ACLU Briefs Key House Committee on Privacy
WASHINGTON - The
House Homeland Security Committee hosted a series of roundtable
discussions today to consider the future of privacy, civil rights, and
civil liberties at the Department of Homeland Security. Chairman Bennie
Thompson invited scholars and experts from across the country,
including the American Civil Liberties Union, to participate. The ACLU
offered guidance on policies such as federal watch lists, border
security, and increased information sharing among law enforcement -
including the use of fusion centers.
Department of Homeland Security is nearing its first transition to a
new administration, and with this transition comes the opportunity for
a review of what policies and programs do and do not work in keeping
America safe and keeping Americans free," said Timothy Sparapani, ACLU
Senior Legislative Counsel. "One significant area in dire need of
reexamination is our approach to transportation security. For too long,
we have had an out-of-control watch list system intended to keep the
bad guys off airplanes, but when its records number well over one
million, its effectiveness has been negated. The ACLU calls on Congress
and the new administration to scale back the watch lists to contain
only individuals known to have the motive and the access to do America
harm. In doing so, the lists would become far more usable and effective
in keeping our nation safe."
ACLU held a press event in October to bring attention to the expansive
powers of customs and border agents, enabling the invasion of the
privacy of individuals at the U.S. border, which the ACLU has labeled
the "Constitution-Free Zone." At the press conference, the ACLU
released a map showing the 100-mile "border region" claimed by the
government, and the cities and states that fall within it. The map,
which was created using the latest census data, shows that two-thirds
of the U.S. population, including nine of the nation's top 10 largest
metro areas, is within the border zone.
its inception, DHS has treated our borders as areas where the
Constitution does not apply," added Barry Steinhardt, director of the
ACLU Technology and Liberty Program. "Border policies that permit
unwarranted searches and detainment have begun to creep further and
further inland, affecting innocent Americans going about their everyday
lives. As our nation transitions to a new administration, it would be
wise for Congress and DHS to extensively examine the ripple effects of
border policies that are said to be keeping us safe, while honoring the
privacy of innocent Americans."
ACLU has updated a previously published report on fusion centers which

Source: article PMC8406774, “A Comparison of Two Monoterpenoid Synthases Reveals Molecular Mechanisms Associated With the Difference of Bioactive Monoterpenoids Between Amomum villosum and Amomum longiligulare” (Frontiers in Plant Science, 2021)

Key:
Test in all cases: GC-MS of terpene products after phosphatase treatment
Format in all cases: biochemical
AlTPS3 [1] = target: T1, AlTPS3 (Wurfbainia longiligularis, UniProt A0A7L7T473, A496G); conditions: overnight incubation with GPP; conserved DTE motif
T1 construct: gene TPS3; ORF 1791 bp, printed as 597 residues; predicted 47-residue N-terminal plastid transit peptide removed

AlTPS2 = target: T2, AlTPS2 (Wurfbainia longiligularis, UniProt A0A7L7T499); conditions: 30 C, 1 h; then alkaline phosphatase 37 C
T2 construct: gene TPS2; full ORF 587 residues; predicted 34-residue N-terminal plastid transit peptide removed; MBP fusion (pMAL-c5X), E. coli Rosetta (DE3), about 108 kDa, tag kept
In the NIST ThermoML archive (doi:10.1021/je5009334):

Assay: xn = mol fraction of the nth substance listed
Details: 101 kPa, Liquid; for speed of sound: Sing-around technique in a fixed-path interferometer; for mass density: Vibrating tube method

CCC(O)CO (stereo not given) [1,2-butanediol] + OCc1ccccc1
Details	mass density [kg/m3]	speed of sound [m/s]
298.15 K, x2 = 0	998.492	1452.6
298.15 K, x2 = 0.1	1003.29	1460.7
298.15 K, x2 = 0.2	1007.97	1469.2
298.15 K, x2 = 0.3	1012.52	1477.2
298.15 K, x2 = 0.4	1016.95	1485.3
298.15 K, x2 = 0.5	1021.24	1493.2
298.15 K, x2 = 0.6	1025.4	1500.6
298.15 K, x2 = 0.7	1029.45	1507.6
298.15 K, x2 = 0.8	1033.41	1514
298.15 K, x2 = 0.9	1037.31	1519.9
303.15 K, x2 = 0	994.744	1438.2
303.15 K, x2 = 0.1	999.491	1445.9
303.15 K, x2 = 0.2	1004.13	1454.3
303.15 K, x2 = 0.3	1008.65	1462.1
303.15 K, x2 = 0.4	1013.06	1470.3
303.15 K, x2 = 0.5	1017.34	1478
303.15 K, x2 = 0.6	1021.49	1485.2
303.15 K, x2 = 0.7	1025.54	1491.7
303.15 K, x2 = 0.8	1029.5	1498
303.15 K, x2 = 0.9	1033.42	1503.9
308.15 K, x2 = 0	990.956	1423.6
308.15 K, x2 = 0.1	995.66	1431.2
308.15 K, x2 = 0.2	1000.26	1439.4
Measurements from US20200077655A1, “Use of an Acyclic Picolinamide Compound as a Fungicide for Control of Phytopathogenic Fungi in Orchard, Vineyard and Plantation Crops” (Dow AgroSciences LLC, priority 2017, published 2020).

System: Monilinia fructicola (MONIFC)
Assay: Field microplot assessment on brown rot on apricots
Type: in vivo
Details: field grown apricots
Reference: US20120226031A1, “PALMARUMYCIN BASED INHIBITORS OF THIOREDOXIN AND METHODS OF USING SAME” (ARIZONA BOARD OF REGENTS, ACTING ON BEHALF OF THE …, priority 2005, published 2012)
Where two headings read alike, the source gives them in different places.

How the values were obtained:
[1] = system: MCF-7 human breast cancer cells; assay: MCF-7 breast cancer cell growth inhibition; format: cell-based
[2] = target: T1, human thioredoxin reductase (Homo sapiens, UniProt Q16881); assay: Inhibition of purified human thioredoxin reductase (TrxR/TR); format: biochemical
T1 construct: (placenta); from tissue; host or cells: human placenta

documents several instances where state and local police officials
improperly collected and accessed intelligence information in ways that
risk - rather than protect - our security, including improper police
spying on peace advocates in Maryland and law enforcement involvement
in intelligence data thefts in California. Adding to the growing
concerns over information gathering is a troubling Bush administration
proposal to change federal regulations governing criminal intelligence
databases. With both a new Congress and a new administration starting
in January, the ACLU is hopeful that there will be greater oversight
and transparency of domestic intelligence activities and that the
damage done to our civil liberties will be addressed.
the last eight years there has been a consistent movement to give law
enforcement increased information sharing power while relaxing
restrictions on information gathering," said Michael German, ACLU
National Security Policy Counsel and former FBI Special Agent. "Failing
to set proper safeguards now could place every American's privacy in
jeopardy. We need to institute structured, uniform and comprehensive
guidelines that protect our sensitive personal information. Congress
and the new administration have the opportunity to roll back
increasingly unobstructed information gathering and sharing practices.
They should not squander it."
To view the ACLU's Actions for Restoring America, go to:
This is the world we live in. This is the world we cover.
Because of people like you, another world is possible. There are many battles to be won, but we will battle them together—all of us. Common Dreams is not your normal news site. We don't survive on clicks. We don't want advertising dollars. We want the world to be a better place. But we can't do it alone. It doesn't work that way. We need you. If you can help today—because every gift of every size matters—please do. Without Your Support We Simply Don't Exist.